The eschatological hope then lies neither in a flight from the created order nor in possibilities inherent in it. Rather hope lies solely with God and God’s promise for creation. And the story of Jesus and what it discloses about the character or identity of God is then clearly a story not just for Christians but for the whole world. In Leslie Newbigin’s poignant phrase, the Gospel is “more news than views” and offers hope that is more than parochial. As Schwöbel puts it:

If the story of Jesus is really a story about God, and if it is the story in which God definitively discloses his relationship with creation which is rooted in God’s own being and character, the Jesus story has universal significance. As we said above: The theological character of the christological story is the key to its eschatological significance. Because Jesus’ story discloses the character of God’s relationship to his creation as one by which God maintains his relationship to creation through the discontinuity of death, this story is a promise for all. (Schwöbel, p. 117)

The Church: A Community of Hope

So the church in each generation bears witness to the God who raises the dead, and brings to the larger conversation about the future its peculiar perspective. The church witnesses to this hope in acts of justice and mercy, in service and evangelism. And it experiences the pattern or model of continuity and discontinuity through its proclamation of Word and Sacrament and through the experience of the justification of the sinner. Schwöbel reminds us that Christians are not engaged in mere wishful thinking about the future but in hopeful faith:

While taking the threat of utter futility seriously, Christian hope is nevertheless left neither to the noble resignation of tragedy nor to the joyless mirth of farce. The gospel of Christ promises a continuity that is maintained beyond the discontinuity of the death of the finite life, a continuity that is already promised in the proclamation of the gospel and in the celebration of the sacraments. For Christians this is not a claim that will only be verified or falsified in the eschaton . . . The church is the place where the experience of grace in the present can provide a basis for hope in the future, because the gift of forgiveness just as the gift of new life after death has the same foundation, the cross and resurrection of Christ, and follows the same pattern of God granting continuity where created possibilities are exhausted. Every experience of gratuitous forgiveness offers vindication of eschatological hope. This is perhaps the most the church can offer in the conversations on eschatological questions. (Schwöbel, p. 122)

This is not to say that the church has always been faithful to its character as a community that lives in eschatological hope based on its trust in the identity of God. On the contrary, the church lives in the world and is tempted by the world to be something else, a mere religion or a chapel to culture. The eschatological character of the church makes it an interim institution as it waits in hope for the final consummation of all things. It is worth remembering that there will be no temple in the New Jerusalem.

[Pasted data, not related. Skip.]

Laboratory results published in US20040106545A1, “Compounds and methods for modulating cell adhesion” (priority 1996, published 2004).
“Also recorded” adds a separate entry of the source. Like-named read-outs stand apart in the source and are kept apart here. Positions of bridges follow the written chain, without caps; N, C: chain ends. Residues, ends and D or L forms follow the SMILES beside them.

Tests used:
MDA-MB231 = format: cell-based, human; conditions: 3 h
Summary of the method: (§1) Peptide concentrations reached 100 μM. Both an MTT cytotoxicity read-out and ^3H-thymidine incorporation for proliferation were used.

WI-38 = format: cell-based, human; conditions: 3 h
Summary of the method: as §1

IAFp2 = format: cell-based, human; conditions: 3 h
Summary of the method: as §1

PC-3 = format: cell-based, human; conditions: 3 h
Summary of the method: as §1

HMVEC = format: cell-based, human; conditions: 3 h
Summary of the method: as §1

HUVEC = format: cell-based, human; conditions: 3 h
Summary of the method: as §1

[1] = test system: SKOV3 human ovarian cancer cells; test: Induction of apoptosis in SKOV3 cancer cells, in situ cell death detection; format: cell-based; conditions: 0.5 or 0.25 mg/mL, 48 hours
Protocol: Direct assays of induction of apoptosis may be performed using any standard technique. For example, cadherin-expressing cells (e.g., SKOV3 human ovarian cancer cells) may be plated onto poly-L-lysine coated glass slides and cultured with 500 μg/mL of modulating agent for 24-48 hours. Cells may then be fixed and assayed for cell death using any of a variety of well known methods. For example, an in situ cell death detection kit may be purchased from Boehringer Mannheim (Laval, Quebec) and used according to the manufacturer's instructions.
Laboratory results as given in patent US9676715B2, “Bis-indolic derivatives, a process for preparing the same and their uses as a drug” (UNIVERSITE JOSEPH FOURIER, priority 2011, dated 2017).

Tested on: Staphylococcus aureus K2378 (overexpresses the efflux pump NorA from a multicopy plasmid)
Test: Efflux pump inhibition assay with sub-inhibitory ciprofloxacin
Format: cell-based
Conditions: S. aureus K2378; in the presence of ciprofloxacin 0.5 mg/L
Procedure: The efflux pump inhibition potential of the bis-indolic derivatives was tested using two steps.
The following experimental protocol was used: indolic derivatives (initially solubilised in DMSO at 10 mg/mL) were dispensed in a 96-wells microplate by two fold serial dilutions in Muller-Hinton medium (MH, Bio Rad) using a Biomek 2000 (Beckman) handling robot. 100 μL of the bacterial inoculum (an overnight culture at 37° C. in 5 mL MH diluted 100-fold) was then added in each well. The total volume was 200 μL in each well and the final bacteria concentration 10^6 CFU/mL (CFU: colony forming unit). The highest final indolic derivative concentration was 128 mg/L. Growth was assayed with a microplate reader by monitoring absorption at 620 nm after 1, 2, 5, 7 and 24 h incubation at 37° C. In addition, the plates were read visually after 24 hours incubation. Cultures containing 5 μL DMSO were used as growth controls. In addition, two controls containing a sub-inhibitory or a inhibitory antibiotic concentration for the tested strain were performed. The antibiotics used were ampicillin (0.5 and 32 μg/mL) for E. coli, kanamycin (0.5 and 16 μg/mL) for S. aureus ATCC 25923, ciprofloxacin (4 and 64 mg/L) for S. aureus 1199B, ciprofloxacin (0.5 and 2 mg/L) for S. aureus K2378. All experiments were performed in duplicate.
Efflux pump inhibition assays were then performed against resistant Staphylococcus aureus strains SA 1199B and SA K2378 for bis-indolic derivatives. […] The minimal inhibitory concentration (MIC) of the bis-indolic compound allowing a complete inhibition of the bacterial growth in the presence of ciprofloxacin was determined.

Both the communal and the eschatological character are at risk in many contemporary understandings of church, where the church is seen as a voluntary association of like–minded individuals in pursuit of private spiritual goals. This relegation of faith to the private sphere threatens the church’s integrity as a community of eschatological hope. Schwöbel sees this as one of the church’s chief temptations in our time:

On the one hand, it is the eschatological character of the gospel of Christ that shapes the being of the church as an institution of the interim. The church could only abstain from contributing to the cultural conversation on ultimate questions if it denies its own character as existing in tension between the coming of Christ and the full actualization of the kingdom of God. On the other hand, the message that is entrusted to the church claims universal significance because of its eschatological character. If it would withdraw from cultural conversations on eschatological questions the church would betray the universal impact of its message and turn Christianity into a tribal religion for Christians. This is not to deny that this often happens. Sometimes the churches present themselves as organizations for the pursuit of private religious interests. The inevitable trivialization of the Christian message as an individual path to salvation understood as psychological well-being often accompanies the withdrawal from the public sphere. Consenting to the Enlightenment’s creed that all religion must be essentially private is perhaps one of the most serious temptations of the church in the modern situation. (Schwöbel, p. 120)

To avoid that temptation the church needs to keep ever before it what P. T. Forsyth called “the cruciality of the cross.” The cross provides us with the primary model for understanding the church as the community that trusts the God who raises the dead. The church takes its identity from the crucified and Risen Christ who is its Lord.

The Cross as Critical Principle

This has radical implications for the way the church views both its own life and its relationship to the world. The eschatological understanding of the cross provides the critical principle which de–centers our preoccupation with both individual and corporate concerns. It also calls into question any ideology that would use the Gospel to further its own ends. Anthony Thiselton has written: